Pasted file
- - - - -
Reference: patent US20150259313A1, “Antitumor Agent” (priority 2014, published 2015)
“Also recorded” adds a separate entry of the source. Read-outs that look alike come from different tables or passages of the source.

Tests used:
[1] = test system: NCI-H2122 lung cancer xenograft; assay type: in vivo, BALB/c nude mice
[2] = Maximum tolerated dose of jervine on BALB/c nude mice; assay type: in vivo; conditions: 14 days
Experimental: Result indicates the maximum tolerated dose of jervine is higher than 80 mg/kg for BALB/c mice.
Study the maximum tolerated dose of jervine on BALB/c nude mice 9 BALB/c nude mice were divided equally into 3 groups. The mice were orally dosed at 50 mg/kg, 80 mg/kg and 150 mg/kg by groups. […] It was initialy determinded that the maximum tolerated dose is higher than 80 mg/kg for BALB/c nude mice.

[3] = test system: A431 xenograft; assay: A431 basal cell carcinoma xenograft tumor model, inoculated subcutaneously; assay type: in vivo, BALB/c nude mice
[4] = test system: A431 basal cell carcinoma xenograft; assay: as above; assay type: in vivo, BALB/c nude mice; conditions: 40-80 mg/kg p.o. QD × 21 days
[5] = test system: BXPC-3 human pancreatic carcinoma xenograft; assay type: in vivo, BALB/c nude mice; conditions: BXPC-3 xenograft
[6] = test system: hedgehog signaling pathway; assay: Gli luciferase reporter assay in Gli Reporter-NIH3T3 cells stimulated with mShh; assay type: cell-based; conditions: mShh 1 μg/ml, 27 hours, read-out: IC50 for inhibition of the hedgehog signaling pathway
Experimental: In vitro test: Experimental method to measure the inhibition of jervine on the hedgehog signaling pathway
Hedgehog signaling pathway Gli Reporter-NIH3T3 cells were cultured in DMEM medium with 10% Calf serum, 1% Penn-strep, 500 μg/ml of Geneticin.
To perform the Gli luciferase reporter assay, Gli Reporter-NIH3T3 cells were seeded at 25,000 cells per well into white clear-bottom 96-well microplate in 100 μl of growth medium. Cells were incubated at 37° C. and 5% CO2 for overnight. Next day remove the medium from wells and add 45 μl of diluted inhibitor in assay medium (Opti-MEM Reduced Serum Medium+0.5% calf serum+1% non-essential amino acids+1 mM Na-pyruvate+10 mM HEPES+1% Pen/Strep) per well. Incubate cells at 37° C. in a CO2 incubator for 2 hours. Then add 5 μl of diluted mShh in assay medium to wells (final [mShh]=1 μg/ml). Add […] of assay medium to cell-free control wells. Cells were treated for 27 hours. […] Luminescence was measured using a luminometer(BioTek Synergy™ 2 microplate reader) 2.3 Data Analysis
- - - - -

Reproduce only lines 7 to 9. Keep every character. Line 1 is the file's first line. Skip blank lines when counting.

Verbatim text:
Study the maximum tolerated dose of jervine on BALB/c nude mice 9 BALB/c nude mice were divided equally into 3 groups. The mice were orally dosed at 50 mg/kg, 80 mg/kg and 150 mg/kg by groups. […] It was initialy determinded that the maximum tolerated dose is higher than 80 mg/kg for BALB/c nude mice.

[3] = test system: A431 xenograft; assay: A431 basal cell carcinoma xenograft tumor model, inoculated subcutaneously; assay type: in vivo, BALB/c nude mice
[4] = test system: A431 basal cell carcinoma xenograft; assay: as above; assay type: in vivo, BALB/c nude mice; conditions: 40-80 mg/kg p.o. QD × 21 days